• 8. Types of Computer Crime • Insider abuse of network • Abuse of wireless network access • System penetration • Virus • Financial fraud • Mobile device theft • Password sniffing • Phishing where an • Key logging organization is fraudulently • Website defacement represented as the sender • Misuse of a public web • Instant messaging misuse application • Denial of service • Theft of proprietary • Unauthorized access to information information • Exploiting the DNS server of an organization • Bots within the organization • Telecom fraud • Theft of customer or • Sabotage employee data 8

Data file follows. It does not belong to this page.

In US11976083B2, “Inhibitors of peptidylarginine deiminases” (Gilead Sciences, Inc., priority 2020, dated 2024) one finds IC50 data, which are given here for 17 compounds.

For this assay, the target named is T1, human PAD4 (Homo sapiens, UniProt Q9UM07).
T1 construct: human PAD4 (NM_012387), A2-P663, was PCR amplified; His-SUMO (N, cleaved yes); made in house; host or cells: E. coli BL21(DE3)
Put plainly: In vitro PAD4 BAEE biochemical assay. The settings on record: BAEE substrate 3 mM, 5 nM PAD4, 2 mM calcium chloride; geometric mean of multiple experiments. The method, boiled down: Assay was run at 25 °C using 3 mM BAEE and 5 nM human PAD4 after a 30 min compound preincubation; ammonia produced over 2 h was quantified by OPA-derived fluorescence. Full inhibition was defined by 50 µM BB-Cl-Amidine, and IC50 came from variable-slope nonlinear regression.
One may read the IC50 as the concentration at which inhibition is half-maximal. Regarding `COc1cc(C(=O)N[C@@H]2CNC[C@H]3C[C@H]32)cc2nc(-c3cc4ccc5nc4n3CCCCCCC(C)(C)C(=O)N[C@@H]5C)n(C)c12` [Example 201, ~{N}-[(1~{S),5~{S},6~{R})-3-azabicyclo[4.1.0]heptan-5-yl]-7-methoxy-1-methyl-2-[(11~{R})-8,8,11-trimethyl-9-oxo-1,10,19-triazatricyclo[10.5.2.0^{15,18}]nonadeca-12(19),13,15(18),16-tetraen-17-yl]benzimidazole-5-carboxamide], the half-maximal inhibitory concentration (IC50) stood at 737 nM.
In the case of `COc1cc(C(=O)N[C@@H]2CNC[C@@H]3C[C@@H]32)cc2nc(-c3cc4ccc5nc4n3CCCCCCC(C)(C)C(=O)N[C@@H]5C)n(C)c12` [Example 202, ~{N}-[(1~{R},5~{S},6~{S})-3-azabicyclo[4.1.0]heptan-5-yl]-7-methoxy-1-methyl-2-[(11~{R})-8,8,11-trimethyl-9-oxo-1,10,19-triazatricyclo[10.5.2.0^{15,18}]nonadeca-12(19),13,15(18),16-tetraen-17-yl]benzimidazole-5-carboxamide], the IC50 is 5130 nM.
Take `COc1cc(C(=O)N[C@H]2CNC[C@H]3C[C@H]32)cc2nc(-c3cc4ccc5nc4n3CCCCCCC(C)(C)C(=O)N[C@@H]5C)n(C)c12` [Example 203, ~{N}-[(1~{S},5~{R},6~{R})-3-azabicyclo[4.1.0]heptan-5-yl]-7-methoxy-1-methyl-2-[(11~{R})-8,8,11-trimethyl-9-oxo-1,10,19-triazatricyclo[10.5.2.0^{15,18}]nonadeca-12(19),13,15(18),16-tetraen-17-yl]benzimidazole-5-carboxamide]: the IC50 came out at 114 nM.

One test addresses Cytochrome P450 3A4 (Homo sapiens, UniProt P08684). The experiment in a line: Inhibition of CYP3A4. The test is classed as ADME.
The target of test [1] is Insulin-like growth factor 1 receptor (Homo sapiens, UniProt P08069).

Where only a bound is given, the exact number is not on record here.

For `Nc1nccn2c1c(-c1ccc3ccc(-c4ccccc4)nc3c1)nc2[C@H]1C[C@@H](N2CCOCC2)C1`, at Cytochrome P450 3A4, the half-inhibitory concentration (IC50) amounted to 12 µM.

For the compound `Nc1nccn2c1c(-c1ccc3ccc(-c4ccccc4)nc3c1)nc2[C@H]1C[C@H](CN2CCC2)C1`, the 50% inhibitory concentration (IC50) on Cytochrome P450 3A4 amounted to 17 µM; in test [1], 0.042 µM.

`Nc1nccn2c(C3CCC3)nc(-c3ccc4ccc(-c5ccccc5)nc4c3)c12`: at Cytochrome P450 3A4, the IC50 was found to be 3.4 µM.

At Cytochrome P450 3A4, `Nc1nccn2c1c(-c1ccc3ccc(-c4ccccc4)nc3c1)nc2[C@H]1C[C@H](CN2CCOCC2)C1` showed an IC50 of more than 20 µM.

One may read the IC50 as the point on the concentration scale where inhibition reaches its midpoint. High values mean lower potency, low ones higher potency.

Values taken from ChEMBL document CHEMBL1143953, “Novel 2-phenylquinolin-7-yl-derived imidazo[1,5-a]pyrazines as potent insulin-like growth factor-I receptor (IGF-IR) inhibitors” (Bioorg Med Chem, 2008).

• 9. Open versus Closed Networks 9
  • 10. Developing a Security Policy • The first step any organization should take to protect its data and itself from a liability challenge is to develop a security policy: a set of principles that guide decision-making processes and enable leaders in an organization to distribute authority confidently. • A security policy meets these goals: – Informs users, staff, and managers of their obligatory requirements for protecting technology and information assets – Specifies the mechanisms through which these requirements can be met – Provides a baseline from which to acquire, configure, and audit computer systems and networks for compliance with the policy • A security policy can be as simple as a brief Acceptable Use Policy for network resources, or it can be several hundred pages long and detail every element of connectivity and associated policies. 10